Session Name: Kidney Psychosocial
Session Date & Time: None. Available on demand.
*Purpose: Approximately 5,000 US kidney transplant recipients return to dialysis each year due to allograft failure. Understanding how kidney allograft failure and transitioning to chronic dialysis affects patients emotionally, and their perceptions of the care that they received during the transition can identify avenues for improved care for patients.
*Methods: Semi-structured interviews were conducted at a single center with 29 adult patients who had developed allograft failure and returned to dialysis within the last 5 years. Thematic analysis was used to code the transcripts and identify emerging themes.
*Results: Five themes emerged about patients’ transition from allograft failure to chronic dialysis: 1) Patient context: the acuity of allograft decline, symptoms that accompanied decline, frequency of interactions with the heath care system, and personal understanding of reasons for graft failure varied among patients. 2) Impact on quality of life: allograft failure had a negative impact on quality of life such as interference with daily life activities, and loss of independence. (3) Emotional response: patients reported feelings of shock, sadness, hopelessness, frustration, disappointment and anxiety, (4) Coping: they felt well-supported emotionally by their family, friends and providers. They expressed desire that the diagnosis of allograft failure be delivered with compassion along with a thorough discussion of the cause of allograft loss. They expressed appreciation when this occurred. (5) Health system context: mental health resources were considered helpful. Poor care coordination after allograft failure leading to confusion in immunosuppression medication tapering and infectious complications as well as limitations in insurance coverage were perceived as harmful.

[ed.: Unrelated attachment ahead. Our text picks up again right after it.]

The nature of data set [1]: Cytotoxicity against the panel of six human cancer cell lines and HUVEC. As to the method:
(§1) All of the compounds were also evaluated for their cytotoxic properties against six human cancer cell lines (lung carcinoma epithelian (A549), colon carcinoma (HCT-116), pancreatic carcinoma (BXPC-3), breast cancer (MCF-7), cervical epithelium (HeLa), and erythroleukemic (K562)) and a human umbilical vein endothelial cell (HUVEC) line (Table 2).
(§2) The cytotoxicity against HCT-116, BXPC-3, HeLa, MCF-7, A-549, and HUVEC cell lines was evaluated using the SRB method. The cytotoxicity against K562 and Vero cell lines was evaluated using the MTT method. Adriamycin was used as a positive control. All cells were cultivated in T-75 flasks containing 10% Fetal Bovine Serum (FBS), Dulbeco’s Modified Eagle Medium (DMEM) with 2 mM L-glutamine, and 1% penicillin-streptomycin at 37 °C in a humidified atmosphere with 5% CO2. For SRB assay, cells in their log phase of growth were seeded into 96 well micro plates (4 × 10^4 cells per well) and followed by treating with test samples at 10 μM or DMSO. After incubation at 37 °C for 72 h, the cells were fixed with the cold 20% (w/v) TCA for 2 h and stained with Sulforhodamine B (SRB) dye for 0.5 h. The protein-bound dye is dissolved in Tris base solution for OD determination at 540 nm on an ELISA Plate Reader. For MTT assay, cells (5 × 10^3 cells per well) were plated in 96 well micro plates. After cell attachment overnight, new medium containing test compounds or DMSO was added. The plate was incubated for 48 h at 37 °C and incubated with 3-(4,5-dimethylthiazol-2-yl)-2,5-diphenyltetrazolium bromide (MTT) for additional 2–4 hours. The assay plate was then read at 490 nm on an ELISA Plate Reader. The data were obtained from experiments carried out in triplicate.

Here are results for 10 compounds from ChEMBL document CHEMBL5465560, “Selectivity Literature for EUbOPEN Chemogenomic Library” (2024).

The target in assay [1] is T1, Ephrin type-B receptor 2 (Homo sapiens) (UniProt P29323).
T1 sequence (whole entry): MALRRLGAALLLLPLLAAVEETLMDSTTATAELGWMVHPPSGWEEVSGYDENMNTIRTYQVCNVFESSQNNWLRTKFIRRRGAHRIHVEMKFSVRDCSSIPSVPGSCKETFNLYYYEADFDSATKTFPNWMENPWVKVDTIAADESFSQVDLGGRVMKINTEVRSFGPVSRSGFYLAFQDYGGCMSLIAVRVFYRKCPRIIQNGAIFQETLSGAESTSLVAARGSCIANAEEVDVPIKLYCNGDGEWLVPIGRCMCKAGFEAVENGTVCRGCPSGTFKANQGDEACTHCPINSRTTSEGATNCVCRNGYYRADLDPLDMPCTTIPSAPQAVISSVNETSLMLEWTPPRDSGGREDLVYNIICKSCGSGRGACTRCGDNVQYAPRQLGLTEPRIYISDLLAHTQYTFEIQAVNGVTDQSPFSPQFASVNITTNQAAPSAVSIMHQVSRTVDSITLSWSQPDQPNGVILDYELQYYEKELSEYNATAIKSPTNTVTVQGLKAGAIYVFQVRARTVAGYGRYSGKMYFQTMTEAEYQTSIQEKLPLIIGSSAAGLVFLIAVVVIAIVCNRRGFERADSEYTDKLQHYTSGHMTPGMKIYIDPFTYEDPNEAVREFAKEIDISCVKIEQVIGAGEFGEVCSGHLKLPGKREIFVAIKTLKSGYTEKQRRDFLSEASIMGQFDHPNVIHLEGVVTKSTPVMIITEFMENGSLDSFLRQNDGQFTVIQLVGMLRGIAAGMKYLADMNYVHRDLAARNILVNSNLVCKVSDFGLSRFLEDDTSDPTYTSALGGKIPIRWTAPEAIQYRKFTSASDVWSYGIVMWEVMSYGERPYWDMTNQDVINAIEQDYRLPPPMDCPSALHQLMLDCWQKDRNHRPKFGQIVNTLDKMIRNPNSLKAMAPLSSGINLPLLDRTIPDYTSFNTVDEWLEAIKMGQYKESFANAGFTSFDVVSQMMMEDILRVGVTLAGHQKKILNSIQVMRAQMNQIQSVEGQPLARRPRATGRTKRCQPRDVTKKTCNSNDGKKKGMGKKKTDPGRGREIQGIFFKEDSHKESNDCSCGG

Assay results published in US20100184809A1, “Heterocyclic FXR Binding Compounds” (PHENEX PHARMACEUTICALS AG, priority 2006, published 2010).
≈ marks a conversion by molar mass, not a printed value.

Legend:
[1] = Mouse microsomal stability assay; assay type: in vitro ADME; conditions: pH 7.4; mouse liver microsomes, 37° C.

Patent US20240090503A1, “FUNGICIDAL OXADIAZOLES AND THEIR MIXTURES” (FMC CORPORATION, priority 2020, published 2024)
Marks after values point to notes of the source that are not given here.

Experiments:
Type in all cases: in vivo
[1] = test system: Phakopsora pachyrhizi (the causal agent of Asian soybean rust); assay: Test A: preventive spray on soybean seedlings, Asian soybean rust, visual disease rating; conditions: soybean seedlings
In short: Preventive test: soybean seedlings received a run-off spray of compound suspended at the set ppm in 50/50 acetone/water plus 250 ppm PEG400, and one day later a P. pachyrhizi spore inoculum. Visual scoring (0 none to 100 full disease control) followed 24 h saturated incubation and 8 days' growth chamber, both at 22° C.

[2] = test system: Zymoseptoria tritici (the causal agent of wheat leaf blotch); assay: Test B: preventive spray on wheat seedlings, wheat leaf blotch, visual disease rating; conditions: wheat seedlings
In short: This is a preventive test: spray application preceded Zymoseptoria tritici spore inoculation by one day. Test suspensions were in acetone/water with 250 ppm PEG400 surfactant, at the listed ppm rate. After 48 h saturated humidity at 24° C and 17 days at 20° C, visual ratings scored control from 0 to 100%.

*Conclusions: Kidney allograft failure is a devastating experience to patients and their families. Ensuring compassionate communication between patients and providers, readily available mental health resources and care coordination, and social work support to navigate health insurance challenges during the transition from allograft failure to chronic dialysis may improve the patient experience.
To cite this abstract in AMA style:Ramos E, Gu C, Hanson C, Abdel-Kader K, Bonnet K, Schlundt D, Gordon E, Concepcion BP. Patients’ Perceptions of Kidney Transplant Failure and Transitioning to Dialysis [abstract]. Am J Transplant. 2021; 21 (suppl 3). https://atcmeetingabstracts.com/abstract/patients-perceptions-of-kidney-transplant-failure-and-transitioning-to-dialysis/. Accessed June 20, 2021.
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